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Merry Christmas vs. Happy Holidays

Not Saying Merry Christmas is like Denying Christ and Denying Christianity


Merry Christmas vs. Happy Holidays: Not Saying Merry Christmas is like Denying Christ, Christianity

Merry Christmas vs. Happy Holidays: Not Saying Merry Christmas is like Denying Christ and Denying Christianity

Image © Austin Cline, Licensed to About; Original Poster: Northwestern University

The single biggest issue for Christian Nationalists may be the use of the generic greeting "Happy Holidays" over the Christmas-specific greeting "Merry Christmas." I don't think that a couple of years ago anyone was saying that it was designed to undermine Christianity or even that it excluded Christmas and Christians. Today, though, people like Lou Dobbs claim that saying Happy Holidays is a deliberate attempt to exclude Christians.

Why has the phrase "Happy Holidays" become popular? Over a period of many years Christmas has become less of a Christian-centric holiday and more of a generic cultural holiday. It is celebrated by many non-Christians in various ways and the religious connotations are lost even on some Christians themselves. Christmas isn't very "Christian" anymore.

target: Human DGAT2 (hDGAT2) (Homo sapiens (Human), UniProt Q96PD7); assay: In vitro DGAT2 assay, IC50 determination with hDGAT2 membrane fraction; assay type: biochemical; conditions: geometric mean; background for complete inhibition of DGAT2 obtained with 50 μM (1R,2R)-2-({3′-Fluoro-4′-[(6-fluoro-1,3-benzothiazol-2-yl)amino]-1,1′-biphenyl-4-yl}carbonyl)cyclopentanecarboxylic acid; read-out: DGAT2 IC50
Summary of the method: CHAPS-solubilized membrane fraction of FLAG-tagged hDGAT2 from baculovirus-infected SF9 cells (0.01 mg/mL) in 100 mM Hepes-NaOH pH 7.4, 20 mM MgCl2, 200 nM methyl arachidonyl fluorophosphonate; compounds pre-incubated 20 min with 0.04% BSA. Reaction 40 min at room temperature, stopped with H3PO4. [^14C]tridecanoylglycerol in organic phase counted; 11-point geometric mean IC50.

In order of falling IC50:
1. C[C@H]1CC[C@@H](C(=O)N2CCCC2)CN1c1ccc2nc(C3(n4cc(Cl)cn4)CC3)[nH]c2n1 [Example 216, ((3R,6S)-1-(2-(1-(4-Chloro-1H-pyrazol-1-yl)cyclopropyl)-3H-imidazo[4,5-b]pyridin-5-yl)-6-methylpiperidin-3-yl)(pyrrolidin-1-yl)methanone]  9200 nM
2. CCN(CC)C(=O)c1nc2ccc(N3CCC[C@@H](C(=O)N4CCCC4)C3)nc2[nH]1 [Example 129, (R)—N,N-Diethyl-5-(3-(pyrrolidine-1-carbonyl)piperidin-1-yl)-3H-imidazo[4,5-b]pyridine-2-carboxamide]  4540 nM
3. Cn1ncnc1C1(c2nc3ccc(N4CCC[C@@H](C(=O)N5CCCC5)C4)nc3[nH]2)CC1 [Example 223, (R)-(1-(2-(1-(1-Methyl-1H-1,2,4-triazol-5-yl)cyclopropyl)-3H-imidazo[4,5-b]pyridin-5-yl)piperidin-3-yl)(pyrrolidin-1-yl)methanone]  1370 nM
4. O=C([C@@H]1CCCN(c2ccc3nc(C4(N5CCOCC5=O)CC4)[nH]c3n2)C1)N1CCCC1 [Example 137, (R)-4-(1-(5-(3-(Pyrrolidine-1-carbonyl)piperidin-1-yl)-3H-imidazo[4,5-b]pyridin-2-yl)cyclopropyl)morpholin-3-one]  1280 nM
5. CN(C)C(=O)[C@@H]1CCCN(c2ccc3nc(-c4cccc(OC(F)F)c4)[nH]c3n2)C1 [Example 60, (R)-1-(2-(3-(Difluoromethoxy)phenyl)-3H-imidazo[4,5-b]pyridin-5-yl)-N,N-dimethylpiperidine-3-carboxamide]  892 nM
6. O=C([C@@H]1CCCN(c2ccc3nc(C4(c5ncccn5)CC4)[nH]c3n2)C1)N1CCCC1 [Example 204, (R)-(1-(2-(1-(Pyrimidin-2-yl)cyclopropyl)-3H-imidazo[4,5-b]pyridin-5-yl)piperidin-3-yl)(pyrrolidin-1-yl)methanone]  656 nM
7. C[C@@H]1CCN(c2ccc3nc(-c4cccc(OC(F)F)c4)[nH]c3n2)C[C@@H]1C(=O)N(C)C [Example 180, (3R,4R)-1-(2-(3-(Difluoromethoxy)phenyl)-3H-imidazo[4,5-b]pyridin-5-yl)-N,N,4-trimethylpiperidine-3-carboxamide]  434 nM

More important, however, is the fact that America has become more religiously diverse and there are more religions celebrating holidays around the end of the year. Adherents of these religions expect the same respect and consideration that Christians want for themselves; saying "Happy Holidays" as a generic greeting means treating everyone equally rather than showing favoritism towards just the Christians who celebrate Christmas. This is why even the White House under George W. Bush tends to wish the best during the "Holiday Season" rather than more narrowly wish people a Merry Christmas.

"Happy Holidays" is thus the most appropriate greeting during the holiday season when you don't know for sure what a person is celebrating. Even if you do know that they celebrate Christmas or Hanukkah, though, "Happy Holidays" may be as good as if not better than "Merry Christmas" or "Happy Hanukkah" because they may be celebrating more than one holiday -- at the very least there is New Year's and many families are multi-religious. By choosing a narrower greeting, you're only wishing them well for one of their holidays. Why not wish them well for all the holidays they celebrate?

The above image is based upon a World War II poster designed to frighten people about what might happen in America if the Nazis weren't defeated. This seems an appropriate theme for this topic because the rhetoric of Christian Nationalists indicates that they consider attempts to deny them control over the public square to be much the same as Nazi repression. This image reflects Christian Nationalists own fears back on them: the fear that they will be persecuted merely for expressing their Christian beliefs.

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